Lady Gaga Brings Gay Soldiers From Fringe to Red Carpet

The singer makes a bold statement in opposition to the military's ban on gay and lesbian soldiers.

By Jorge Rivas Sep 13, 2010

Last Thursday a federal judge in Riverside, CA declared the U.S. military’s ban on openly gay service members unconstitutional, saying the "don’t ask, don’t tell" (DADT) policy violates the First Amendment and due process rights of lesbians and gay men.

And yesterday Lady Gaga made her own statement on the MTV Music Video Awards red carpet by walking alongside four military service members affected by DADT. The Advocate is reporting Lady Gaga was chaperoned by Katie Miller,  "a top West Point cadet who resigned in August to protest the discriminatory law"; David Hall, a former U.S. Air Force staff sergeant; Stacy Vasquez, Army sergeant first class, discharged as a result of DADT and Maj. Mike Almy (seen in the video below), an Air Force officer who was discharged in 2006 and testified in the federal challenge to "don’t ask, don’t tell."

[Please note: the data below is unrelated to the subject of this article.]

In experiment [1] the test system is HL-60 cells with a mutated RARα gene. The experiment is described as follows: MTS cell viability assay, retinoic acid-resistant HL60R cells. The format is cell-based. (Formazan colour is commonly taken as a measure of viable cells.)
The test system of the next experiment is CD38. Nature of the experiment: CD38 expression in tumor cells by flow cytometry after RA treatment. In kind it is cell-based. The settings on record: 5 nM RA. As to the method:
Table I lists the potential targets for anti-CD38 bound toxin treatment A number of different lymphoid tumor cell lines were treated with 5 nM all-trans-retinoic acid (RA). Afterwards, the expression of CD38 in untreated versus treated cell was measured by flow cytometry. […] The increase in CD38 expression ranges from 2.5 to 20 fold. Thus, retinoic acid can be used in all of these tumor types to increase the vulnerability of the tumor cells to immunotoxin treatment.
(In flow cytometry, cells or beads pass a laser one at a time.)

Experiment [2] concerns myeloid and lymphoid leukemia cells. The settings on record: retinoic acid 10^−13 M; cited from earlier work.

Lady Gaga is no stranger to making political statements. In August, while performing in Phoenix, AZ she denounced the states’ SB 1070 law. When some fans began to "boo" her she fired back, yelling "don’t fucking boo me" and then went on to say that "without immigrants, this country wouldn’t be shit."

The singer won a total of eight awards, including best female video and the top honor of the night, best video of the year. But perhaps the biggest honor came earlier this year when U.S. soldiers with the 82nd Airborne, stationed in Afghanistan, recreated Gaga’s "Telephone" music video.